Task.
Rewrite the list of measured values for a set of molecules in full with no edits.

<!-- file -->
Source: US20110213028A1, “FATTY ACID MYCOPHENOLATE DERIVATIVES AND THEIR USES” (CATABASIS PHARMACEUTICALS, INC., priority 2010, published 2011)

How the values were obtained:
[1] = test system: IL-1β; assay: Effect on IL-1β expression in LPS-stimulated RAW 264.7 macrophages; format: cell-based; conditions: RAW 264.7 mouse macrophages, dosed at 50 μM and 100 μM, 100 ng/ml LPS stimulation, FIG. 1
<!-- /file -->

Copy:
Source: US20110213028A1, “FATTY ACID MYCOPHENOLATE DERIVATIVES AND THEIR USES” (CATABASIS PHARMACEUTICALS, INC., priority 2010, published 2011)

How the values were obtained:
[1] = test system: IL-1β; assay: Effect on IL-1β expression in LPS-stimulated RAW 264.7 macrophages; format: cell-based; conditions: RAW 264.7 mouse macrophages, dosed at 50 μM and 100 μM, 100 ng/ml LPS stimulation, FIG. 1